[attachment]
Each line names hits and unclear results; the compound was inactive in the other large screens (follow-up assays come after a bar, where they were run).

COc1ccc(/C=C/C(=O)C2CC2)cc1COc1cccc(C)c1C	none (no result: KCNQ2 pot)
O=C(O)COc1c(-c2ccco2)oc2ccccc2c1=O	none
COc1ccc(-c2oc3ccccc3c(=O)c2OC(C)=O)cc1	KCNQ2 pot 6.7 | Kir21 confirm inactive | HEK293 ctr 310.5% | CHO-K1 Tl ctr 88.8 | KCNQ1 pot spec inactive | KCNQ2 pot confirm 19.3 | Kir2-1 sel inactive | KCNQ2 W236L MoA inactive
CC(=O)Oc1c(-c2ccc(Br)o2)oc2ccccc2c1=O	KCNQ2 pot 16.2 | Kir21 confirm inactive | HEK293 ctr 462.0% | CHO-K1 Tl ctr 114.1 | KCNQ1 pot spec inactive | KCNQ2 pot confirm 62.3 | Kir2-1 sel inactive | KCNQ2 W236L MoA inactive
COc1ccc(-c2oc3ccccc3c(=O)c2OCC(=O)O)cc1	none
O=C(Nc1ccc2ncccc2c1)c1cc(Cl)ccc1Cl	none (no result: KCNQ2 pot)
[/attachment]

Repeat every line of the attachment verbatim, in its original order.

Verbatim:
Each line names hits and unclear results; the compound was inactive in the other large screens (follow-up assays come after a bar, where they were run).

COc1ccc(/C=C/C(=O)C2CC2)cc1COc1cccc(C)c1C	none (no result: KCNQ2 pot)
O=C(O)COc1c(-c2ccco2)oc2ccccc2c1=O	none
COc1ccc(-c2oc3ccccc3c(=O)c2OC(C)=O)cc1	KCNQ2 pot 6.7 | Kir21 confirm inactive | HEK293 ctr 310.5% | CHO-K1 Tl ctr 88.8 | KCNQ1 pot spec inactive | KCNQ2 pot confirm 19.3 | Kir2-1 sel inactive | KCNQ2 W236L MoA inactive
CC(=O)Oc1c(-c2ccc(Br)o2)oc2ccccc2c1=O	KCNQ2 pot 16.2 | Kir21 confirm inactive | HEK293 ctr 462.0% | CHO-K1 Tl ctr 114.1 | KCNQ1 pot spec inactive | KCNQ2 pot confirm 62.3 | Kir2-1 sel inactive | KCNQ2 W236L MoA inactive
COc1ccc(-c2oc3ccccc3c(=O)c2OCC(=O)O)cc1	none
O=C(Nc1ccc2ncccc2c1)c1cc(Cl)ccc1Cl	none (no result: KCNQ2 pot)